BOWLEVEN's directors have highlighted potentially costly complications affecting the $250 million (£146m) Cameroon stake sale it agreed last week, but emphasised their belief in its appeal.

The uncertainties are noted in a circular sent by Edinburgh-based Bowleven to shareholders. The company, led by chief ­executive Kevin Hart, is seeking approval for the proposed sale of stakes totalling 50% in the Etinde oil and gas permit off Cameroon to Russia's LUKOIL and Africa's New Age.

The company will hold a general meeting on 21 July where shareholders will vote on the proposed farm-out deal.

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In the circular, Bowleven explained that completion of the deal was effectively conditional on the Petrofac oil services giant scrapping or amending the Strategic Alliance into which the companies entered in 2012 regarding the proposed Etinde development.

It said: "There will likely be a cost to the group's withdrawal from the Strategic Alliance in order to pursue the Transaction."

Bowleven may have to pay hefty compensation to Lukoil and New Age, depending on the outcome of talks between the firms. Bowleven warned :" If completion occurs at a time when the Strategic Alliance remains in place, there is a risk that the group may become liable to indemnify the purchasers ... which could materially adversely affect the roup's financial position."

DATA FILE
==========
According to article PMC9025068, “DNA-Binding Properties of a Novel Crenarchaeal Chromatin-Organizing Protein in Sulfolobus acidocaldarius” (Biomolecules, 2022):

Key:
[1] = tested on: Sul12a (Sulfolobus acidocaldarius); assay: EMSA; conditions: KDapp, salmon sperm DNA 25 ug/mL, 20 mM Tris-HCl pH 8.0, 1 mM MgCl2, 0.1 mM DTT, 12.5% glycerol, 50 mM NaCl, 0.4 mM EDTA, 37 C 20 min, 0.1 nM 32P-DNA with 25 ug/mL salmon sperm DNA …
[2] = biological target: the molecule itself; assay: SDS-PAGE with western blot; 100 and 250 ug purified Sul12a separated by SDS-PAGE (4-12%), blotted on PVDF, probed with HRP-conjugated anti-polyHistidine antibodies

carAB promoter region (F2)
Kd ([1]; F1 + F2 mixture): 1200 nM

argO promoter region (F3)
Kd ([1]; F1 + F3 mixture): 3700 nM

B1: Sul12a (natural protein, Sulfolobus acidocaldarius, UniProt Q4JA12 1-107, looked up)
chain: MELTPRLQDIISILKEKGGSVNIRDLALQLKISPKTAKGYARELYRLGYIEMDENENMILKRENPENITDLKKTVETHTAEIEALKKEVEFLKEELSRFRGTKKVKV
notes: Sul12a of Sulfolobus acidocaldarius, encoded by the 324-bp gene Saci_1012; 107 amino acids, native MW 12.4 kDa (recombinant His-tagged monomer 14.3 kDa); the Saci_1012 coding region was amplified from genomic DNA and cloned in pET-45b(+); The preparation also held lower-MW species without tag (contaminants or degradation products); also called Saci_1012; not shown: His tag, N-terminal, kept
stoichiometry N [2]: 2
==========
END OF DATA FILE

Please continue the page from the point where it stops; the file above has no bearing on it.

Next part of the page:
Under the agreement signed in November 2012, Petrofac agreed to fund up to $500m of the first phase of developing Etinde for a return of 20% on its investment.

In the circular, Bowleven's chairman Ronnie Hanna wrote: "As a condition to completion of the transaction, the Strategic Alliance with Petrofac ... will require to be terminated (or at least amended such that the interests are released from its scope).

"Given that the group has no express contractual right to withdraw from the Strategic Alliance in order to pursue the transaction, the group has entered into discussions with the Petrofac Group regarding whether and, if so on what terms, the Petrofac Group might be willing to agree to any such withdrawal."

Petrofac said last week that the implications of the farm-out agreed by Bowleven for the Strategic Alliance had to be worked through. It did not elaborate yesterday. In the circular Bowleven said LUKOIL and New Age could agree to the farm-out completing while the alliance remains in force.

The circular noted uncertainties related to the plan to bring fields on Etinde onstream.

It said: "The proposed ­development of the Etinde Permit ... is a significant project with multiple risks and contingencies, including regulatory, funding, design, procurement, construction, development and midstream offtake risks."

Cameroon's President Biya has to approve the development.

The company noted it could only take a final decision on Etinde if other firms decide to build a fertiliser plant that would take gas from the permit.

Mr Hanna wrote: "The ­directors consider that the ­transaction is in the best interests of the company and its ­shareholders as a whole." They unanimously recommended shareholders vote for the deal.

Directors have said the ­farm-out will bolster Bowleven's balance sheet and allow it to devote more energy to exploration work, while retaining a 25% interest in Etinde.

Lukoil will acquire a 37.5% interest in Etinde under the farm-out. New Age will increase its holding to 37.5% from 25%.

The farm-out must be approved by a majority of votes cast by shareholders on an ordinary resolution at the general meeting.